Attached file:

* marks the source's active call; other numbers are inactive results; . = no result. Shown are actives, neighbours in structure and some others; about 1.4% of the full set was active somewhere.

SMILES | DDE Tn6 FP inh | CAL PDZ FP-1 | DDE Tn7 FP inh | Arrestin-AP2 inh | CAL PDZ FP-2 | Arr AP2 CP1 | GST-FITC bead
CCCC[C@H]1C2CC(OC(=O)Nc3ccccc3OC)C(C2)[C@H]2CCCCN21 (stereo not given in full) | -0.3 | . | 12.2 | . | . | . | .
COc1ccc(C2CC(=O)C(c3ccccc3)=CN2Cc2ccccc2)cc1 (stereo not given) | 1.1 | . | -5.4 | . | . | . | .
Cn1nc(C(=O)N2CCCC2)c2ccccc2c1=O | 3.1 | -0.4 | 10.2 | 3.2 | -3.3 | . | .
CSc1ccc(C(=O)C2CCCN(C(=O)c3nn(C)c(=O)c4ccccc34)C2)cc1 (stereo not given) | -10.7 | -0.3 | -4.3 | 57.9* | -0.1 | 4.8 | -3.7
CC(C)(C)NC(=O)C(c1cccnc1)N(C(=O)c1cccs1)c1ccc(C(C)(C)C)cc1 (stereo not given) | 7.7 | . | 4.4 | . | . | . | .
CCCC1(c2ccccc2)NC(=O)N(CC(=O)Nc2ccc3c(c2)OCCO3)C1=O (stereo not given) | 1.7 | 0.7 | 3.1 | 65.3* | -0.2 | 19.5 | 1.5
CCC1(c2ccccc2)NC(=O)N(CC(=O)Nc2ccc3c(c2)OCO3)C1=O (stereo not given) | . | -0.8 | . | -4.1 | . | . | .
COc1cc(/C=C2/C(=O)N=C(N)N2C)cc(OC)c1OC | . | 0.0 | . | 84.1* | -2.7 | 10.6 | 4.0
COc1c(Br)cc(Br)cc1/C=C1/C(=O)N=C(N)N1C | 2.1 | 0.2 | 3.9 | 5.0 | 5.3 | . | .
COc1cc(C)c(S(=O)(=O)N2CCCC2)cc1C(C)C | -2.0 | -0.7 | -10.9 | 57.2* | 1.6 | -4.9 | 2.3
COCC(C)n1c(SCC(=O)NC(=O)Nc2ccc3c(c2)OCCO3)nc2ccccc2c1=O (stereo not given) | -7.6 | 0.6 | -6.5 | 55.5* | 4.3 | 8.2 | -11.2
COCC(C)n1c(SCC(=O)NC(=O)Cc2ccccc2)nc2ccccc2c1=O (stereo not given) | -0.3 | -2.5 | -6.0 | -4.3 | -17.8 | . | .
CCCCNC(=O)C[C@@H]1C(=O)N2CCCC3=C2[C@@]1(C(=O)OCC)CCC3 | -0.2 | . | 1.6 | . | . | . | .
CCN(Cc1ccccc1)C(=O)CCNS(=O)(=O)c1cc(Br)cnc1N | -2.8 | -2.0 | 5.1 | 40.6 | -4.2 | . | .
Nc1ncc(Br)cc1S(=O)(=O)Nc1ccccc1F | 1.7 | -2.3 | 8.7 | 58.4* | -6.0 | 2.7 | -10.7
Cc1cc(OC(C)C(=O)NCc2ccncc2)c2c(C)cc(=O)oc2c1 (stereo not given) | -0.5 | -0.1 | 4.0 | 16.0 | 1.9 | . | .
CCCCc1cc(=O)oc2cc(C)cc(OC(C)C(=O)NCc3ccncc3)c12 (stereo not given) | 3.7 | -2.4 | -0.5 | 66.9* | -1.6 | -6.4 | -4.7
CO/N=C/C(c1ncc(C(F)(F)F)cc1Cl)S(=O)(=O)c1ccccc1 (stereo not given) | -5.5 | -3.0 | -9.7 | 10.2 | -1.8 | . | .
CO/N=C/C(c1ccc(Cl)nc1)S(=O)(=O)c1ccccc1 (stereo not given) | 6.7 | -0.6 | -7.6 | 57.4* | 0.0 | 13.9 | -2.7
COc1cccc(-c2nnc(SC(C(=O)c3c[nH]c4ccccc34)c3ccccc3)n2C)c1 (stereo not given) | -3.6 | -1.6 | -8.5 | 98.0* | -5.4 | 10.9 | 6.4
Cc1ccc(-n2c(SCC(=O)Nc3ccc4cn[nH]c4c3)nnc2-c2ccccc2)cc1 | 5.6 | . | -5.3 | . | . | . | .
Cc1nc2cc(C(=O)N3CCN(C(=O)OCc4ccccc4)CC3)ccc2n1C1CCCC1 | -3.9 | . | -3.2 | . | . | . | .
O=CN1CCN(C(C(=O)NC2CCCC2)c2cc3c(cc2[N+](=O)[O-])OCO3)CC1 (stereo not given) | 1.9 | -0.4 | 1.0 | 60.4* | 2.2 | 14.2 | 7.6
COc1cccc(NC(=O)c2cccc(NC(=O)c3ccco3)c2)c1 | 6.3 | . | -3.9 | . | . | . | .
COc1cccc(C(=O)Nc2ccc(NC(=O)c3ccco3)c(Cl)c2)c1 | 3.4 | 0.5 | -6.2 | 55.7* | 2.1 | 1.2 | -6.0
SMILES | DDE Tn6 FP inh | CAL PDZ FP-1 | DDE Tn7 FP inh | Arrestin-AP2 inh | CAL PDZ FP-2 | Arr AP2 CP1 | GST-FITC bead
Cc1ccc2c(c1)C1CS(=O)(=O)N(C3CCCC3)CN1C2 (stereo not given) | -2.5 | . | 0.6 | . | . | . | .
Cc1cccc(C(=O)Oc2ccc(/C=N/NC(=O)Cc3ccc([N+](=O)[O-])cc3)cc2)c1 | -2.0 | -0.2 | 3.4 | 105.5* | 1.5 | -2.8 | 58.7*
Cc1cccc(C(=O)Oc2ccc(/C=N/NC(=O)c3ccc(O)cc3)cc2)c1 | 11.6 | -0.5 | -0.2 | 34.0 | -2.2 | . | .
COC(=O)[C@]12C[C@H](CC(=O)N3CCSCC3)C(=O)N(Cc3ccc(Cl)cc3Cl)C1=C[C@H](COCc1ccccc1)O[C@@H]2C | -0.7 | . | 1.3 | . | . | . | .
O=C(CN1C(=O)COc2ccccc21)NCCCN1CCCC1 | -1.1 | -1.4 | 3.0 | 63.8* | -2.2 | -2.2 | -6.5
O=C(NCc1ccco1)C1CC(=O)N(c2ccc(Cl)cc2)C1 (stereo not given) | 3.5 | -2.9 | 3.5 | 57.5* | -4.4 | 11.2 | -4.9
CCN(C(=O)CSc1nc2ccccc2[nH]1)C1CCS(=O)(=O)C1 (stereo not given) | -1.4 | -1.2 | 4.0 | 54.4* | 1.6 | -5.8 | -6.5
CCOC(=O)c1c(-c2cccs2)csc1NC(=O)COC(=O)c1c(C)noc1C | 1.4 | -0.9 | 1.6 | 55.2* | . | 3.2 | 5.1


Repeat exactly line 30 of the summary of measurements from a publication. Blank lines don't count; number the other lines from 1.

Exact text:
Cc1cccc(C(=O)Oc2ccc(/C=N/NC(=O)Cc3ccc([N+](=O)[O-])cc3)cc2)c1 | -2.0 | -0.2 | 3.4 | 105.5* | 1.5 | -2.8 | 58.7*